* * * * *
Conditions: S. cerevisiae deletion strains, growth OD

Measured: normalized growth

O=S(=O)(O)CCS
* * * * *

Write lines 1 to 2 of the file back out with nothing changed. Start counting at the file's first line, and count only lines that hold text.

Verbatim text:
Conditions: S. cerevisiae deletion strains, growth OD

Measured: normalized growth